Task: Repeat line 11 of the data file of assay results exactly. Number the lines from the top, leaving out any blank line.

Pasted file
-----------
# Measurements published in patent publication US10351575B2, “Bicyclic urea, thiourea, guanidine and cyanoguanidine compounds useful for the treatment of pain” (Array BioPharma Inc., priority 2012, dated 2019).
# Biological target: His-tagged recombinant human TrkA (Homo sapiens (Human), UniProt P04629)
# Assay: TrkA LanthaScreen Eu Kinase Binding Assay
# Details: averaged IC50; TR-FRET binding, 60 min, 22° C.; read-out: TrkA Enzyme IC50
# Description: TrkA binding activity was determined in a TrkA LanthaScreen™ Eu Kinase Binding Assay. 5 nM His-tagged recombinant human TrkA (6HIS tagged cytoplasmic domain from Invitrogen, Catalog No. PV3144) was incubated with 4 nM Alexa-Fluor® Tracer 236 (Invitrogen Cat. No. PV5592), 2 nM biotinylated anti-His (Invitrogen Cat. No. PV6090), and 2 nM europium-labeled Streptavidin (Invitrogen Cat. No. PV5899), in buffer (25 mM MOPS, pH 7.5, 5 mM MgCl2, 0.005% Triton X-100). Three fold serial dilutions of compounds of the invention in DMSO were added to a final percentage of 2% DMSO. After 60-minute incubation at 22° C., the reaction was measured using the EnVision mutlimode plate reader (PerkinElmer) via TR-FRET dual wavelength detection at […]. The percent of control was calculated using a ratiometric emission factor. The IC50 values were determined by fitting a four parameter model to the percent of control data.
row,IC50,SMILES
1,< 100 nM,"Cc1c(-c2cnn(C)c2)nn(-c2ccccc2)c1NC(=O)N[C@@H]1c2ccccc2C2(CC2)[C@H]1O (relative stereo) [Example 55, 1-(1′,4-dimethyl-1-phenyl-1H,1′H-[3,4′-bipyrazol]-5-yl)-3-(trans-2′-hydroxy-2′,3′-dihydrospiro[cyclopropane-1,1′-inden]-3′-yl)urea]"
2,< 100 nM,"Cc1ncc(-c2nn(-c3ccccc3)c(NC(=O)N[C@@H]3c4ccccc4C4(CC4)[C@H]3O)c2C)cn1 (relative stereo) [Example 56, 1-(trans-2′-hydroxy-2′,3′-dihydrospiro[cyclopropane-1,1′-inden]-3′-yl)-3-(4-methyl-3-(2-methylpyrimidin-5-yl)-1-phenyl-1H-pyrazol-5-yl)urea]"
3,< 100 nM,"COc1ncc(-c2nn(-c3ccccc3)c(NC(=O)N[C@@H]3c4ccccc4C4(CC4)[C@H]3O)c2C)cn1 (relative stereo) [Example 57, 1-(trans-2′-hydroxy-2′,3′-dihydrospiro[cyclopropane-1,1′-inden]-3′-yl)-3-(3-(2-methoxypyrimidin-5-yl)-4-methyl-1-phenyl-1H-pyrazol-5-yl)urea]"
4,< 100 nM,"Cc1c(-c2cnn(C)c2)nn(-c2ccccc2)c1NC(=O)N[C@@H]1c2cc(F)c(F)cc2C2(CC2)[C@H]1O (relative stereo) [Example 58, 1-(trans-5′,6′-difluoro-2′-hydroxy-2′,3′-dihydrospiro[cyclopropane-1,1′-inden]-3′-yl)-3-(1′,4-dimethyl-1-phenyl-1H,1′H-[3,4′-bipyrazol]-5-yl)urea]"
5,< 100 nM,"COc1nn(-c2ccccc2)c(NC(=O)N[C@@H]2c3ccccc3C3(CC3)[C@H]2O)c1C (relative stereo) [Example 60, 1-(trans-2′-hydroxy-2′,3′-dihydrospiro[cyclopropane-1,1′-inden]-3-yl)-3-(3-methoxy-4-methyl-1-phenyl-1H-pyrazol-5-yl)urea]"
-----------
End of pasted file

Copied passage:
5,< 100 nM,"COc1nn(-c2ccccc2)c(NC(=O)N[C@@H]2c3ccccc3C3(CC3)[C@H]2O)c1C (relative stereo) [Example 60, 1-(trans-2′-hydroxy-2′,3′-dihydrospiro[cyclopropane-1,1′-inden]-3-yl)-3-(3-methoxy-4-methyl-1-phenyl-1H-pyrazol-5-yl)urea]"